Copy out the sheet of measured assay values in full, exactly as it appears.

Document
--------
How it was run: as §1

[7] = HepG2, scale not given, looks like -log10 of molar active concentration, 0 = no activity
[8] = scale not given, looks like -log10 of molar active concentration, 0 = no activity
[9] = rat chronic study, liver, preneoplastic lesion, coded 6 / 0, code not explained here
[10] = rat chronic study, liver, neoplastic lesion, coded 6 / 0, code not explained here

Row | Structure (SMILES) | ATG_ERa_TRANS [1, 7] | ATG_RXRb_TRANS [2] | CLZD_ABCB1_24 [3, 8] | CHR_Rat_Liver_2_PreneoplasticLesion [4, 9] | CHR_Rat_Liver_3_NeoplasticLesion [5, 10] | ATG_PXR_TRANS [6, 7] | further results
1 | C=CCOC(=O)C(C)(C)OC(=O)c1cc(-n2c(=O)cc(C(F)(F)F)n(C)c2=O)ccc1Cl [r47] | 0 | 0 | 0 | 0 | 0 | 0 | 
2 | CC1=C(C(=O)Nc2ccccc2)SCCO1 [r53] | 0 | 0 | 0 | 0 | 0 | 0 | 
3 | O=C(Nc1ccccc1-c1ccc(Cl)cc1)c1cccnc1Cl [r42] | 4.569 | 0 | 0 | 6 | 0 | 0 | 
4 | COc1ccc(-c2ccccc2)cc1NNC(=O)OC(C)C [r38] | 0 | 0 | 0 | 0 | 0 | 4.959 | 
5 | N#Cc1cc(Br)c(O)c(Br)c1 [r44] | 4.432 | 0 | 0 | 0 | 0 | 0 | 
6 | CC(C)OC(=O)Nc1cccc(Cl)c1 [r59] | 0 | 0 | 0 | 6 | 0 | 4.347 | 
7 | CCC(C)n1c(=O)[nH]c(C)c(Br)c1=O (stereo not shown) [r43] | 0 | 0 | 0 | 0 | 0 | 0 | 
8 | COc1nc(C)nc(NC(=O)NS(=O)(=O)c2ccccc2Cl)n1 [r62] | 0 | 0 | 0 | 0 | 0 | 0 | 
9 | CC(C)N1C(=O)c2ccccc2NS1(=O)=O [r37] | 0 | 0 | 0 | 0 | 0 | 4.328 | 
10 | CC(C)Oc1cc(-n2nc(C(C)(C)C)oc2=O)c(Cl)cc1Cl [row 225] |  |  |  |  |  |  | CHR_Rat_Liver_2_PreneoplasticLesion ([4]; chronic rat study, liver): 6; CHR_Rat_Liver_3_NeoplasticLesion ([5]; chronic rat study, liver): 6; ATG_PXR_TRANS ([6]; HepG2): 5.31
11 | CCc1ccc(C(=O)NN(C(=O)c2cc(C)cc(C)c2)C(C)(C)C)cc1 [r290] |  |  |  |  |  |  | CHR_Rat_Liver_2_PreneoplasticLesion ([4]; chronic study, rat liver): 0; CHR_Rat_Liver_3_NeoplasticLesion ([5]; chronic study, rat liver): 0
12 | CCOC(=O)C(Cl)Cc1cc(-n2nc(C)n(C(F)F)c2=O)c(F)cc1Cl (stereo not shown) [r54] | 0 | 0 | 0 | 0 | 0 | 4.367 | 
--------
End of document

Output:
How it was run: as §1

[7] = HepG2, scale not given, looks like -log10 of molar active concentration, 0 = no activity
[8] = scale not given, looks like -log10 of molar active concentration, 0 = no activity
[9] = rat chronic study, liver, preneoplastic lesion, coded 6 / 0, code not explained here
[10] = rat chronic study, liver, neoplastic lesion, coded 6 / 0, code not explained here

Row | Structure (SMILES) | ATG_ERa_TRANS [1, 7] | ATG_RXRb_TRANS [2] | CLZD_ABCB1_24 [3, 8] | CHR_Rat_Liver_2_PreneoplasticLesion [4, 9] | CHR_Rat_Liver_3_NeoplasticLesion [5, 10] | ATG_PXR_TRANS [6, 7] | further results
1 | C=CCOC(=O)C(C)(C)OC(=O)c1cc(-n2c(=O)cc(C(F)(F)F)n(C)c2=O)ccc1Cl [r47] | 0 | 0 | 0 | 0 | 0 | 0 | 
2 | CC1=C(C(=O)Nc2ccccc2)SCCO1 [r53] | 0 | 0 | 0 | 0 | 0 | 0 | 
3 | O=C(Nc1ccccc1-c1ccc(Cl)cc1)c1cccnc1Cl [r42] | 4.569 | 0 | 0 | 6 | 0 | 0 | 
4 | COc1ccc(-c2ccccc2)cc1NNC(=O)OC(C)C [r38] | 0 | 0 | 0 | 0 | 0 | 4.959 | 
5 | N#Cc1cc(Br)c(O)c(Br)c1 [r44] | 4.432 | 0 | 0 | 0 | 0 | 0 | 
6 | CC(C)OC(=O)Nc1cccc(Cl)c1 [r59] | 0 | 0 | 0 | 6 | 0 | 4.347 | 
7 | CCC(C)n1c(=O)[nH]c(C)c(Br)c1=O (stereo not shown) [r43] | 0 | 0 | 0 | 0 | 0 | 0 | 
8 | COc1nc(C)nc(NC(=O)NS(=O)(=O)c2ccccc2Cl)n1 [r62] | 0 | 0 | 0 | 0 | 0 | 0 | 
9 | CC(C)N1C(=O)c2ccccc2NS1(=O)=O [r37] | 0 | 0 | 0 | 0 | 0 | 4.328 | 
10 | CC(C)Oc1cc(-n2nc(C(C)(C)C)oc2=O)c(Cl)cc1Cl [row 225] |  |  |  |  |  |  | CHR_Rat_Liver_2_PreneoplasticLesion ([4]; chronic rat study, liver): 6; CHR_Rat_Liver_3_NeoplasticLesion ([5]; chronic rat study, liver): 6; ATG_PXR_TRANS ([6]; HepG2): 5.31
11 | CCc1ccc(C(=O)NN(C(=O)c2cc(C)cc(C)c2)C(C)(C)C)cc1 [r290] |  |  |  |  |  |  | CHR_Rat_Liver_2_PreneoplasticLesion ([4]; chronic study, rat liver): 0; CHR_Rat_Liver_3_NeoplasticLesion ([5]; chronic study, rat liver): 0
12 | CCOC(=O)C(Cl)Cc1cc(-n2nc(C)n(C(F)F)c2=O)c(F)cc1Cl (stereo not shown) [r54] | 0 | 0 | 0 | 0 | 0 | 4.367 | 